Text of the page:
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Britain's Prime Minister Boris Johnson speaks in Parliament in London, Britain on May 12, 2021.

UK Parliament/Jessica Taylor/Reuters

The results of last week’s local council elections in Britain confirmed a realignment that has been under way across the West in the past few years: Working-class voters are fleeing parties on the left that they no longer trust to represent their interests.

The British Labour Party’s defeat in those elections, as well as in a by-election in a riding previously considered a Labour stronghold, vindicated Conservative Prime Minister Boris Johnson’s move to embrace bigger government while eschewing the extreme political correctness of the progressive left that now controls Labour.

Despite his aura of dishevelment, Mr. Johnson knows how to read the political winds. His Tory predecessors David Cameron and Theresa May touted sound fiscal policies – decried as austerity by their critics – and betrayed deep ambivalence toward pro-Brexit populists. And so, Mr. Johnson has thrown fiscal rectitude out the window and went all-in on getting Brexit done. He is now even winning respect from centrist skeptics and is expanding the Tory tent along the way.

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It helps that Britain is set to emerge from the COVID-19 pandemic before almost any other country owing to its exemplary vaccination efforts. On Monday, no new COVID-19 deaths were reported in England, a first in 14 months. Mr. Johnson’s chaotic management during the pandemic’s first wave has apparently been largely forgiven as his government got jabs in arms with Swiss watch-like precision. A scandal over the use of donor funds to decorate the Prime Minister’s residence has not done him irreparable damage – at least not yet.

It helps the Tories even more that Labour has descended deeper into internecine warfare under the leadership of Keir Starmer, a lawyer chosen to replace Jeremy Corbyn after he led the party to its worst electoral outcome in 80 years in 2019.

Last year, the Labour Party suspended Mr. Starmer’s predecessor after a report by Britain’s Equality and Human Rights Commission condemned Mr. Corbyn’s handling of complaints about antisemitism within Labour ranks. Mr. Corbyn, a long-standing critic of Israel and defender of the Palestinian cause, was himself accused of stoking antisemitism. His opposition to Israel naturally made him a heroic figure among both young and old wokes on campus, but toxic to mainstream voters who found him uncompromising and scary.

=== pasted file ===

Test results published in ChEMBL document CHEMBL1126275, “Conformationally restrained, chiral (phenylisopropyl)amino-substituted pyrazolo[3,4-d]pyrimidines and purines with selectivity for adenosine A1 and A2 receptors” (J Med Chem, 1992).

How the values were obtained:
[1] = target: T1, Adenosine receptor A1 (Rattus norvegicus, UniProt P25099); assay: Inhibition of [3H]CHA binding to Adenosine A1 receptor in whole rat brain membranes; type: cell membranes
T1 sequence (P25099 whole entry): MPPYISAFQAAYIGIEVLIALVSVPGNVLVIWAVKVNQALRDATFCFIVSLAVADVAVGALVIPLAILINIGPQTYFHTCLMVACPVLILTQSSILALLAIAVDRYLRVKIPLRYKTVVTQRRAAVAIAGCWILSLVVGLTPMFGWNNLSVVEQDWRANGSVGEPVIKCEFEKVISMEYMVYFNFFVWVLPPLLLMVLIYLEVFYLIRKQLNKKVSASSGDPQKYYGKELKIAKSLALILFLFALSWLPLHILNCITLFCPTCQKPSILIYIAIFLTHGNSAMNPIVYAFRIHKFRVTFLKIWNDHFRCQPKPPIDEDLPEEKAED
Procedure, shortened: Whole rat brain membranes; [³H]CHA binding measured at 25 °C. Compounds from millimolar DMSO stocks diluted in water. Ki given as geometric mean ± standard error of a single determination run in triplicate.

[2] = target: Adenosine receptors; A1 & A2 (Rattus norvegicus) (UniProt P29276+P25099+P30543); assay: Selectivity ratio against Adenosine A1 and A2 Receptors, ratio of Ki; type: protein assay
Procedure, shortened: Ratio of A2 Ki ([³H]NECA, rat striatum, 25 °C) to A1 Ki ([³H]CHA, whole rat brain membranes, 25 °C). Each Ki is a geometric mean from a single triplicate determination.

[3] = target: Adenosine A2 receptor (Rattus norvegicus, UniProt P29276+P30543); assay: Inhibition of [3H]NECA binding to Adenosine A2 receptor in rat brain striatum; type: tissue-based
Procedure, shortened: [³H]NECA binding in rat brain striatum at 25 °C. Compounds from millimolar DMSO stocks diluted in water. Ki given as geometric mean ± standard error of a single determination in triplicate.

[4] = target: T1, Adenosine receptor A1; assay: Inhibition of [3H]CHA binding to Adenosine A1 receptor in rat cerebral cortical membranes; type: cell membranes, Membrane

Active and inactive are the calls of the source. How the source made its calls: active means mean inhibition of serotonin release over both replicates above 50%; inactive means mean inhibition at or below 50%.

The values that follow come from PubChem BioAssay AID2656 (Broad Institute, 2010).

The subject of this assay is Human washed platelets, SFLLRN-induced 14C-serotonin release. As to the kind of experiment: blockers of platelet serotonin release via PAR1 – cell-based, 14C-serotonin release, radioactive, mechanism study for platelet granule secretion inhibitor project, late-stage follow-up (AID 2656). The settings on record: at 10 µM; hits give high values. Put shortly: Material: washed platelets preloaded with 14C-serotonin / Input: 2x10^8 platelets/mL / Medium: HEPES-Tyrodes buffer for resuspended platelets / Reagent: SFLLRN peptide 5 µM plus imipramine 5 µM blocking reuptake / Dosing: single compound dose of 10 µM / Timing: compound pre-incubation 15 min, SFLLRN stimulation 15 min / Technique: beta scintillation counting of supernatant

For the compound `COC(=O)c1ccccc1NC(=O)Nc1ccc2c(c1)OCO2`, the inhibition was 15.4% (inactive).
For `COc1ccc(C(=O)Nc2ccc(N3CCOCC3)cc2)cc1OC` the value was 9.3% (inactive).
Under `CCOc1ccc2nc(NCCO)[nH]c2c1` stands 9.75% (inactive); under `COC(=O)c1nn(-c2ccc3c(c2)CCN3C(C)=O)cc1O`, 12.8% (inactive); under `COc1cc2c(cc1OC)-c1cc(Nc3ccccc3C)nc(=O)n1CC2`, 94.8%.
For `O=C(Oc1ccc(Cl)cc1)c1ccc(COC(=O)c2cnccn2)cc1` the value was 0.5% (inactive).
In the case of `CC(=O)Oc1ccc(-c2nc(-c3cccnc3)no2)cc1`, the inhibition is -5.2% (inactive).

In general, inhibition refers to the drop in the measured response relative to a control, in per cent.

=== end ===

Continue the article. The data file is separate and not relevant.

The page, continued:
Mr. Starmer set out to straddle the centre, but has only ended up appearing indecisive. The Corbyn wing of the party remains as vocal as ever, and Mr. Starmer has often let it set the agenda. He has been largely overshadowed on the national scene by London’s Labour Mayor Sadiq Khan, who earlier this year formed a new Commission for Diversity in the Public Realm with a mandate to determine “what legacies should be celebrated” with public monuments.

“The majority of London’s statues, street names and memorials largely reflect Victorian Britain, but the Mayor wants to tell the full story of the capital,” the commission’s website says. The 15-member panel “will focus on increasing representation among Black, Asian and minority ethnic communities, women, LGTBQ+ and disabled groups.” Critics argue the commission is stacked with cancel-culture warriors.

Whatever one thinks of the worthiness of the exercise, the preoccupations of Labour elites in London are clearly out of sync with those of working-class voters in the West Midlands and the north of England. Once-diehard Labour supporters who helped the party build a seemingly impenetrable “red wall” in those regions are identifying less and less with Labour’s culture-war crusades and wishy-washiness on Brexit. They feel Mr. Johnson’s Conservatives better represent their interests and values.

A similar political realignment is under way in many Western countries. U.S. President Joe Biden may call his infrastructure proposals a “blue-collar blueprint to build America,” but the progressives leading the Democratic Party continue to alienate working-class voters by making racial justice the dividing line in U.S. politics.

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In this country, New Democratic MP Niki Ashton held an online discussion in March with Mr. Corbyn, whom she hailed as a “champion for justice.” The entire discussion was stubbornly detached from the preoccupations of working-class voters – indeed, of most ordinary voters. It epitomized the self-indulgence of wokes.

Mr. Johnson, meanwhile, is rumoured to be preparing to call an early general election as the infighting in the Labour Party further undermines Mr. Starmer’s approval rating, which is now worse than Mr. Corbyn’s was just before he was ousted.

While anti-Brexit Scottish nationalists pressing for a second referendum still pose a political problem for Mr. Johnson, he can ironically count on the European Union officials he previously sparred with to discredit the notion that an independent Scotland could easily gain entry into the EU. National governments in Spain, France and Italy are not about to do anything to encourage the regional autonomist movements seeking to break up their own countries.

For now, at least, Mr. Johnson is sitting in the political sweet spot.

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